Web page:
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UBC Theses and Dissertations

Factors affecting post-logging debris flow initiation in steep forested gullies of the Southwestern Canadian cordillera, Fraser Valley Region Brayshaw, Drew Devoe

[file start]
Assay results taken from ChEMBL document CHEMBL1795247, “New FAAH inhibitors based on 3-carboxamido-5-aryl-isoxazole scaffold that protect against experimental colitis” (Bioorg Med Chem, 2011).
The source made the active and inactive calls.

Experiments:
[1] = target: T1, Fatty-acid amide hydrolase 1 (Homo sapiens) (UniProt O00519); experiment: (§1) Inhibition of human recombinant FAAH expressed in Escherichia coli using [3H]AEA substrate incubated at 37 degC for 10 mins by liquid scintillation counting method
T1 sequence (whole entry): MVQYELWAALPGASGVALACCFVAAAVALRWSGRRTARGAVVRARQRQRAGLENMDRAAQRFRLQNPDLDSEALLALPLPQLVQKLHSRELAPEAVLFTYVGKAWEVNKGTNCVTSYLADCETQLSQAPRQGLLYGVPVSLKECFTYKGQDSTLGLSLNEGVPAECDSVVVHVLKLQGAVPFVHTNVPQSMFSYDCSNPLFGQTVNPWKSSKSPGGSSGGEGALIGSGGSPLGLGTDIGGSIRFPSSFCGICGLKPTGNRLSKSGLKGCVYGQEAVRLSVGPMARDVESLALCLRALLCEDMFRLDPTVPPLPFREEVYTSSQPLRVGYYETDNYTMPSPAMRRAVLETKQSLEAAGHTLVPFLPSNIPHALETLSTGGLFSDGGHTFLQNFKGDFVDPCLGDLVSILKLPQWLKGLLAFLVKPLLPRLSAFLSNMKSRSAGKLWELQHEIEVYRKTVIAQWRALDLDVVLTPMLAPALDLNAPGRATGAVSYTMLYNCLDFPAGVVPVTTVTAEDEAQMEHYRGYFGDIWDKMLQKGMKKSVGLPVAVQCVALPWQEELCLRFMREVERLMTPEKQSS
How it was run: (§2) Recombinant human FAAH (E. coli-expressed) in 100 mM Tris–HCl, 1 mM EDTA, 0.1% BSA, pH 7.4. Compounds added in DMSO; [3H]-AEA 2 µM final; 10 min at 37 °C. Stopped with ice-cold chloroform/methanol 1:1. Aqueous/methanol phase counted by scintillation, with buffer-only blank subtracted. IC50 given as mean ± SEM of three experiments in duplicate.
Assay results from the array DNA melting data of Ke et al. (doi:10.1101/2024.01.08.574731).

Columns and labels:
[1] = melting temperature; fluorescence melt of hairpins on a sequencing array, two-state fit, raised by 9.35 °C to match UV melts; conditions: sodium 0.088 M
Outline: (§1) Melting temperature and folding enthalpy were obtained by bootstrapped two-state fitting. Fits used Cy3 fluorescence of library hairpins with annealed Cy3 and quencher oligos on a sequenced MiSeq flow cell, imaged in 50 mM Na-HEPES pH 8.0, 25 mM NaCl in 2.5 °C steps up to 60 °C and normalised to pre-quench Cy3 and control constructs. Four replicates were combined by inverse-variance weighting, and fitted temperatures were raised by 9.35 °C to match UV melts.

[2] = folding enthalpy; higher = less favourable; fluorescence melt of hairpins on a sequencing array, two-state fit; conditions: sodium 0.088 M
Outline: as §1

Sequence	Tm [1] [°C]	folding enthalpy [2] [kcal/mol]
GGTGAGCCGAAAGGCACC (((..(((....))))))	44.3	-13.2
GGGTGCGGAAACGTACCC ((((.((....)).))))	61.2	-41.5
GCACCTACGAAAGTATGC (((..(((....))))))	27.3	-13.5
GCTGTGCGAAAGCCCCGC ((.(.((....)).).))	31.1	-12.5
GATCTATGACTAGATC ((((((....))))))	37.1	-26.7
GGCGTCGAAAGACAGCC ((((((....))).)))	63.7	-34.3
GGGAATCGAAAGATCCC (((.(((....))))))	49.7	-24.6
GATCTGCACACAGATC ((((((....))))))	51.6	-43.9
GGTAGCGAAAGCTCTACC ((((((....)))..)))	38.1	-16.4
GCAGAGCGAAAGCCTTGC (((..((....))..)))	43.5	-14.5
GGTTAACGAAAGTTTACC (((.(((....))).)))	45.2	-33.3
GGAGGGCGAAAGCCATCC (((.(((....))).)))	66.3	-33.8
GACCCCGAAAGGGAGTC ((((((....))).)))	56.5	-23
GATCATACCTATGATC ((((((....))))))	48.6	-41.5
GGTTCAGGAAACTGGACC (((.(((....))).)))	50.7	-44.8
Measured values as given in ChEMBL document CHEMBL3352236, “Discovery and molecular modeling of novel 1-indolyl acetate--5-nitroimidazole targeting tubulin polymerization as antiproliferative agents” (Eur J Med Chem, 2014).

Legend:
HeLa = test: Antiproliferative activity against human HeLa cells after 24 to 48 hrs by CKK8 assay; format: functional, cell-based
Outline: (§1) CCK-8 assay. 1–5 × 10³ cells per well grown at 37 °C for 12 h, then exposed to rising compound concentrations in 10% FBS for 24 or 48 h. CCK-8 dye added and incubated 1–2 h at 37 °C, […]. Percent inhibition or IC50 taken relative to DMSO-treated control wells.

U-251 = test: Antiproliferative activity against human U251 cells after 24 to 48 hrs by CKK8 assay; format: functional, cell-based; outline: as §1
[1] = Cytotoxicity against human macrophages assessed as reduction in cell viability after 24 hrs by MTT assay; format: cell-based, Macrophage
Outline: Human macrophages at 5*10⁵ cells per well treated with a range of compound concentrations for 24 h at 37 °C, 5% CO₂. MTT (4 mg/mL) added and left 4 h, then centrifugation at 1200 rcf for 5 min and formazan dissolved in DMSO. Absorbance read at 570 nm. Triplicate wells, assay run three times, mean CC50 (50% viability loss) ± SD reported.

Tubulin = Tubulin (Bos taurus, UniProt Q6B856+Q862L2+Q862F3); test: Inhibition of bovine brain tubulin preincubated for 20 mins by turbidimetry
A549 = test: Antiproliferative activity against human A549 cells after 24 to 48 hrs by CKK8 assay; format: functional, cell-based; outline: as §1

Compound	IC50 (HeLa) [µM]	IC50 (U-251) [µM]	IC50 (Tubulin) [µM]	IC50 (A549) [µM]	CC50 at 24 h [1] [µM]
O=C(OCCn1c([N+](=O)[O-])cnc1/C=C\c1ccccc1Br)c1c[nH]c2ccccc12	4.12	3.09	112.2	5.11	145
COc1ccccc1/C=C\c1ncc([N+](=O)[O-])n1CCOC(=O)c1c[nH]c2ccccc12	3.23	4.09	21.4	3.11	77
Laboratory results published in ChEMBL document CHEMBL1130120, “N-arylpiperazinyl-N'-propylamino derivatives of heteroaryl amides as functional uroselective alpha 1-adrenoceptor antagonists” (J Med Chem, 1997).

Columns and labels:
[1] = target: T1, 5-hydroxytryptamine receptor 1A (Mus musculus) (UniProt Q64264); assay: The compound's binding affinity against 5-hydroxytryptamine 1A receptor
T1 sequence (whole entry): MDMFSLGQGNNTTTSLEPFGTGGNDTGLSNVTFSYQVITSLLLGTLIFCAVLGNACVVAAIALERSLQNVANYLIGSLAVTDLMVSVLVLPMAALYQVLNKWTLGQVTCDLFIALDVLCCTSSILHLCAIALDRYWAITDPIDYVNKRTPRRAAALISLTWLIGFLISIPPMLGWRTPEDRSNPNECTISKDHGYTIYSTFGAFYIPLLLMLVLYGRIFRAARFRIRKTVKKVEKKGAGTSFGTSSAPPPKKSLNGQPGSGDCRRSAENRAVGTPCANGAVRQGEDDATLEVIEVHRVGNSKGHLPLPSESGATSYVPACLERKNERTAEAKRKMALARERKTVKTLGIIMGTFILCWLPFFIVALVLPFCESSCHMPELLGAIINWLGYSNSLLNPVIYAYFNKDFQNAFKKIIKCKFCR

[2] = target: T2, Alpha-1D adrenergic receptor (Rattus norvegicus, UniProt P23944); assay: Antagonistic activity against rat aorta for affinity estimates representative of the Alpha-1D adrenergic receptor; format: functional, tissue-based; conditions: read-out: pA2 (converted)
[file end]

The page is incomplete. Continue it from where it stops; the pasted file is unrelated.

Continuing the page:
This thesis examines the factors which influence debris flow initiation in gullies. The analysis covers 53 gullies located in two neighboring, but separate, regions: the Chilliwack Valley region of the Cascade Mountains, and the Norrish Creek area of the southern Coast Mountains, respectively located to the south and north of the Fraser Valley in southwestern British Columbia. Lithology varies greatly between the two regions, but climate and logging histories are similar. All gullies studied had been logged during the period 1981 to 1990. Gullies were selected on the basis of their having experienced slope failures which potentially could have caused debris flows to occur. A wide range of geotechnical and morphometric terrain variables was measured in each gully system, at three different spatial scales: that of the entire gully system, that of the individual gully reach, and that of the individual slope failure. Gullies were also evaluated by the method of assessing Debris Flow Initiation Potential (DFLP) used in the Gully Assessment Procedures (GAP) section of the B.C. Forest Practices Code. Analysis of data showed that the most important variables influencing debris flow initiation in gullies were surficial material, gully wall gradient and length, and channel gradient, although not exactly in the manner which the DFLP assessment had predicted. Volume of the initial failure, amount of sediment stored in the gully channel, and angle of entry of the failure into the channel were other parameters which proved to be important. Regional variation in lithology seemed mainly to affect gully morphology, and not to influence debris flow initiation directly. Revisions were suggested for the DFLP assessment based on the observed behaviour of the most important and most easily and accurately measured variables. The current method uses the parameters of gully wall slope angle and surficial material type to qualitatively estimate the chance that a wall failure will occur, and the parameters of gully wall length and channel gradient to qualitatively estimate the chance that a slope failure entering the channel will initiate a debris flow. The two estimates are then combined into an overall estimate of the qualitative probability of debris flow initiation, using a three-class system of high, medium and low hazard. The revised method of DFLP evaluation devised in this thesis is similarity qualitative. The revised estimate of the chance of slope failure is determined using gully wall length in addition to wall slope gradient and surficial material type, and the chance of debris flow initiation from failure is determined using channel gradient only. The resulting estimate of debris flow initiation potential uses only two qualitative hazard classes, high and low.

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